Draftmania is once again upon the National Football League and its 32 member clubs.
And with that, there is the question of whether the Denver Broncos will hold on to the No. 9 pick, trade up or trade down.
And with that, will they acquire a quarterback as part of the process?
The unquestioned best draft trade ever executed by the Broncos came in 1983, one week after the draft had ended, when the Broncos traded their first-round selection (offensive lineman Chris Hinton), their 1984 first-round pick and reserve quarterback Mark Herrmann to the Baltimore Colts for quarterback John Elway.
Longtime Broncos general manager John Beake, then the head personnel man for the team, remembers the trade for Elway and the 1983 draft.
“Going in, [veteran quarterback] Craig Morton had retired, so it was felt that the Broncos could use a quarterback,” Beake says. “But Elway was going to be the first player taken, so with the fourth pick we took Chris Hinton of Northwestern. A very good player.”
Hinton, in fact, became a seven-time Pro Bowler and earned All-Pro honors from various media outlets for five of his seasons. He is now in the Colts’ Ring of Honor.
But the Broncos were in need of a quarterback.
“During that draft, we actually did take a quarterback — Gary Kubiak — and no one dreamed he would become such a major part of Broncos history,” Beake says.
“Anyway, during the draft we actually were already working on getting Elway. Our tight ends coach, Fran Polsfoot, had played with Jack Elway [John’s father] at Washington State, and we had Fran call Jack to congratulate him, but also to let him know what a great place Denver was and that [owner] Edgar Kaiser and [head coach] Dan Reeves were great guys building what we hoped was a championship team.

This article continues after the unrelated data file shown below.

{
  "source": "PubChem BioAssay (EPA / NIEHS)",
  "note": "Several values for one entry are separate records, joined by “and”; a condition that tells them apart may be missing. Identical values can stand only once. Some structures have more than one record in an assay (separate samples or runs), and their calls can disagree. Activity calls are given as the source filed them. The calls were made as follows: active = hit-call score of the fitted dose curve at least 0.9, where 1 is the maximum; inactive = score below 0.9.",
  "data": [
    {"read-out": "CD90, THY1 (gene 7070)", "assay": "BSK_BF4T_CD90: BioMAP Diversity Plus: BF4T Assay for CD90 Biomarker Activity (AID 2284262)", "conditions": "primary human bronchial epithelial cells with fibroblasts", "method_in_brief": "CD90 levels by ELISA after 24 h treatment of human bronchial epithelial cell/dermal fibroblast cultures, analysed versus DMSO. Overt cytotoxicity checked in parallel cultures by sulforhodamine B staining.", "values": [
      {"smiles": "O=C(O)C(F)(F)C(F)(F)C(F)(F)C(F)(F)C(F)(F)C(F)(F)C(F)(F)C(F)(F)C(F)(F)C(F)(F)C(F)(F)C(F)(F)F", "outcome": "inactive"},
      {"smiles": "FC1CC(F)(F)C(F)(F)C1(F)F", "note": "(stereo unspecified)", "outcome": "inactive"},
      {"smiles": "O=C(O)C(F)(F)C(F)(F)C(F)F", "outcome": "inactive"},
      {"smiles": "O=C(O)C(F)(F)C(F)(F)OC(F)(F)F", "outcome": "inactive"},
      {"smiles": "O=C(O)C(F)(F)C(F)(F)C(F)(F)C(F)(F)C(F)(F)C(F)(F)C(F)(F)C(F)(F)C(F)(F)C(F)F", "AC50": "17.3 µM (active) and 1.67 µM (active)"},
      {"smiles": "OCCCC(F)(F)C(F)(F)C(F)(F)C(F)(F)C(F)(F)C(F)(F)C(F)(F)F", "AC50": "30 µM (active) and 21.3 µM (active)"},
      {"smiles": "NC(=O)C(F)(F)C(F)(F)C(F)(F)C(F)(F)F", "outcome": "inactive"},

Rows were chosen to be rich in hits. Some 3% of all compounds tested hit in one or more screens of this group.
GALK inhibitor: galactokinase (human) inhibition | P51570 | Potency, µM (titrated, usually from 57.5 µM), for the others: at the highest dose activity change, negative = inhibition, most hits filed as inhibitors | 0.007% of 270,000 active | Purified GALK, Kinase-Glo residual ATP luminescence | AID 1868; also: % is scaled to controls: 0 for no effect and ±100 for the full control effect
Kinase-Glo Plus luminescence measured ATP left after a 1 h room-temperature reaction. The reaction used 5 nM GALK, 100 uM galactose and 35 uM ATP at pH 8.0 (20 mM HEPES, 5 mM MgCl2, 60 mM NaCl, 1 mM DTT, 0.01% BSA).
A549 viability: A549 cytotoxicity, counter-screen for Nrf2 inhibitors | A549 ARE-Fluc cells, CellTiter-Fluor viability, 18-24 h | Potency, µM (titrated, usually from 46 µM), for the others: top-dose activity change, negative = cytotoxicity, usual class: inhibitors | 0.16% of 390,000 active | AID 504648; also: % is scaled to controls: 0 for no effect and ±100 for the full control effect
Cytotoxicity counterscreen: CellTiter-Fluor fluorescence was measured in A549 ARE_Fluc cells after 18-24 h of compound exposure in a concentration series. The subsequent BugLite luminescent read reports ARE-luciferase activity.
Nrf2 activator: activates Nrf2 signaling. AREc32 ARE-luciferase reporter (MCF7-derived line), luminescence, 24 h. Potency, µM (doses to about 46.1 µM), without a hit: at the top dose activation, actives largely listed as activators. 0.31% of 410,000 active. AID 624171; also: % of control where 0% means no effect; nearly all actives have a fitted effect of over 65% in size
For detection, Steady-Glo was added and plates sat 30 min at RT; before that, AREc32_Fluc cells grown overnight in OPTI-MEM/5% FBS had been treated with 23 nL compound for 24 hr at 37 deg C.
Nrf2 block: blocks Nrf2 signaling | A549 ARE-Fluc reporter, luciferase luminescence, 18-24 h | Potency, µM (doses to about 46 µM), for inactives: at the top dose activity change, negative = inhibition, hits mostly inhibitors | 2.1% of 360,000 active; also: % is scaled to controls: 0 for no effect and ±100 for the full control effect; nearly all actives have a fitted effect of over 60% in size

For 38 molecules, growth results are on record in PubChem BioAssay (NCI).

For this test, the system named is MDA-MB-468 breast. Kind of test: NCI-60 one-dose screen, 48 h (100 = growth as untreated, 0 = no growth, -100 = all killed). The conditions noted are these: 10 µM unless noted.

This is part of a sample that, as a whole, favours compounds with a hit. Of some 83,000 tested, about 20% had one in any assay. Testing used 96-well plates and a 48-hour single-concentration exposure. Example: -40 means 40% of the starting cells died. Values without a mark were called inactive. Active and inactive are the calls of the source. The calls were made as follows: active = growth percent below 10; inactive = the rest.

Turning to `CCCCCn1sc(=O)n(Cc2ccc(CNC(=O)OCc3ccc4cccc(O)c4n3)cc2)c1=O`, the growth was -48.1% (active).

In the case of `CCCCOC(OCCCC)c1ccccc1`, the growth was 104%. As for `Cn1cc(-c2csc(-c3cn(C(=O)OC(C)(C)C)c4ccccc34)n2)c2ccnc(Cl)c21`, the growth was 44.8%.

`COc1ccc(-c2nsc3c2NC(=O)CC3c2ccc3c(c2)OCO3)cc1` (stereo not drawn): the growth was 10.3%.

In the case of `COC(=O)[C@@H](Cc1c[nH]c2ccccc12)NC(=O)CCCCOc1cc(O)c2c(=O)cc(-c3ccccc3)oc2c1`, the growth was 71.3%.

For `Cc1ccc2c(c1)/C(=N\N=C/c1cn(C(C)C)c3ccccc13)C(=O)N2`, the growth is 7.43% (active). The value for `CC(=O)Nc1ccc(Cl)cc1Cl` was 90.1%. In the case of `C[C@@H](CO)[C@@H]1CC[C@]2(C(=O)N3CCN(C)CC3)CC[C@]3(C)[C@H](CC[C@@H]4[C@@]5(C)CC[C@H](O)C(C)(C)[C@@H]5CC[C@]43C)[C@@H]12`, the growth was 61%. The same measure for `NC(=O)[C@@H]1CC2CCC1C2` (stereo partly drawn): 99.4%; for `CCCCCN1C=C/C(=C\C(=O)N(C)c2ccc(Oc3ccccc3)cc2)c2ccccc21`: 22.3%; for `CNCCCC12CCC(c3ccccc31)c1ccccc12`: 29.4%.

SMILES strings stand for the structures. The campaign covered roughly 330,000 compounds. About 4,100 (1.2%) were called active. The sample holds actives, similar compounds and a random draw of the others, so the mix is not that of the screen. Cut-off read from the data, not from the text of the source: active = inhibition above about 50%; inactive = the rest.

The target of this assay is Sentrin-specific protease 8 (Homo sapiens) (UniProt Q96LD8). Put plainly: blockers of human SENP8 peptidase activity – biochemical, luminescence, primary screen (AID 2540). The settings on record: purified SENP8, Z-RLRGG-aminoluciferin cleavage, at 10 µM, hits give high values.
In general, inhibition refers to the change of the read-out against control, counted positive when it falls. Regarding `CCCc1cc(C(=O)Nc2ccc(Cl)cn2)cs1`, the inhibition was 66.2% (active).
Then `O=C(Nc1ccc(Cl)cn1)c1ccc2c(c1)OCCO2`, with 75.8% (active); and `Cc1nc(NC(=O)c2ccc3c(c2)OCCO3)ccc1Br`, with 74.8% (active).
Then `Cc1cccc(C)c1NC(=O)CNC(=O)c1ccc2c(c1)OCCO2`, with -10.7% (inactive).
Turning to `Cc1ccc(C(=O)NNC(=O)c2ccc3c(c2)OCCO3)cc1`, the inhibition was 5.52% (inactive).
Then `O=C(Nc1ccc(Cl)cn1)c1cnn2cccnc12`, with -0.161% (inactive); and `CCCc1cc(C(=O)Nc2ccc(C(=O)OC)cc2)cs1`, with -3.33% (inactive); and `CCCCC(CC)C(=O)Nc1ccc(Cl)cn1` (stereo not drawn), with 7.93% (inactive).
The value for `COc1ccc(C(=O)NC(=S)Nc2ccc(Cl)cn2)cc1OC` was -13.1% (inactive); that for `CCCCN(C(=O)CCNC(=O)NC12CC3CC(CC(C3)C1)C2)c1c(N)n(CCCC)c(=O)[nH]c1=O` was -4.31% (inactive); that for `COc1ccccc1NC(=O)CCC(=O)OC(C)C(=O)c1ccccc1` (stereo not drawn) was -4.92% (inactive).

“I’ll never forget that after his initial call to [Colts owner] Bob Irsay, Edgar sauntered politely into the draft room to let us know that we are working on a trade for John Elway. Then he politely left, and the coaches and personnel people sort of chuckled under their breath at what they assumed to be naïveté by our owner.
“But no one knew that Edgar knew Bob pretty well and that the two had a mutual respect for each other.
“Over the next week, most the teams in the NFL were making a pitch for Elway.”
But those other teams were all calling either Baltimore coach Frank Kush or general manager Ernie Accorsi, a highly respected football man who in fact grew up with Beake in New Jersey. No one in the NFL knew that being the Baltimore coach or GM were not factors, as Irsay had privately decided that he, and he alone, would make the Elway trade.
And he had great respect for “that nice Kaiser boy,” as he referred to the Denver owner.
“We all saw a different side of Edgar Kaiser,” Beake recalls. “He was a mover and shaker, a real power broker, at a level with which we were unfamiliar.”
“On the days leading up the trade, I was in the loop and just waiting,” Beake says. “Our defensive line coach, Stan Jones, had been dispatched to get Hinton a beautiful pair of cowboy boots, and we gave them to him at a team dinner when we brought all the rookies in.”
But meanwhile, we were working on Elway.
This author well recalls that team dinner, and that eventually everyone departed except two guys, myself and general manager Hein Poulus. It was there, at the Colorado Mining Company restaurant, that Hein outlined for me what would be the specific financial terms of the Elway contract.
I was sitting in my office on May 2, on a phone call with a local reporter, when Hein walked in. I cupped my hand over the phone, and he calmly said, “The Elway deal is done. Finish your call and come see me.”
In his office a few minutes later, Hein said that he, Beake, Kaiser, Elway and Elway’s agent Marvin Demoff would meet right at the tarmac of a private airfield that night.